Let's say first year you got +20% on nasdaq, and -20% on the other thing.. So, after the first year you're square.. Your Nasdaq holdings are worth 120k, and the emerging are worth 80. But your balance is skewed, so you sell some nasdaq, each one is worth 1200, you own 100.. You sell 17, that's 20 400, leaving you with 99 600 invested in nasdaq (83 shares), and you spend the 20 400 to buy more of the other ETF which is now worth 800, that's 25 shares + you got $400 spare.
So you got 83 shares of NQ + 125 shares of the other thing. +400$ (0.2% not like it matters)
Imagine this returns to where it was after another year, 1000 & 1000. Then you got 83k + 125k +0.4k. You're up 4.2% on a flat market, while taking less risks than investing in either of the individual ETFs due to diversification. And 20% swings aren't much. Yes markets correlate, but balancing opportunities occur regularly.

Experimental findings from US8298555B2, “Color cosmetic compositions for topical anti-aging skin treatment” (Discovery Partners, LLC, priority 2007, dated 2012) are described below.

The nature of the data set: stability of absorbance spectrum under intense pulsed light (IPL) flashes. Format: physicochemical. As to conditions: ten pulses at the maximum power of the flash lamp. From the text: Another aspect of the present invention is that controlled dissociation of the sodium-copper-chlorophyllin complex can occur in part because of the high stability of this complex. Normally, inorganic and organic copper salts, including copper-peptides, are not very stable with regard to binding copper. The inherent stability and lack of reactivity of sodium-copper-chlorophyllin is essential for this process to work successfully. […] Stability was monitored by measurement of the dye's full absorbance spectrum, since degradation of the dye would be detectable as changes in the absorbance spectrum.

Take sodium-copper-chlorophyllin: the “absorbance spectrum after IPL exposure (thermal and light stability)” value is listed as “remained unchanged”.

We're all close to programming here, so developing a prettier algorithm isn't a problem.. First of all balancing should be triggered by misbalance, not by date. Let's say check it every month, should it get close to your trigger - every week, and balance when it triggers. Well, I'd use mixed triggers, both time AND misbalance. Or you could say just time, but misbalance made it shorter. This strategy will work best while using instruments that have the best volatility one against the other, hence the less "alike" they are, the better. I'm thinking dividend EM + US high tech are probably as good as it gets, given both instruments actually "return value". I could suggest something third, but it'll decrease the balancing effect. Bonds are awfully expensive now. Short term heaven yield none, trading commissions may end up being more expensive. Long term debt.. Well, you'll be at the mercy of the fed. And it has become a complex game which I wouldn't suggest anyone play, unless it's your full time job and you know really well what you're doing.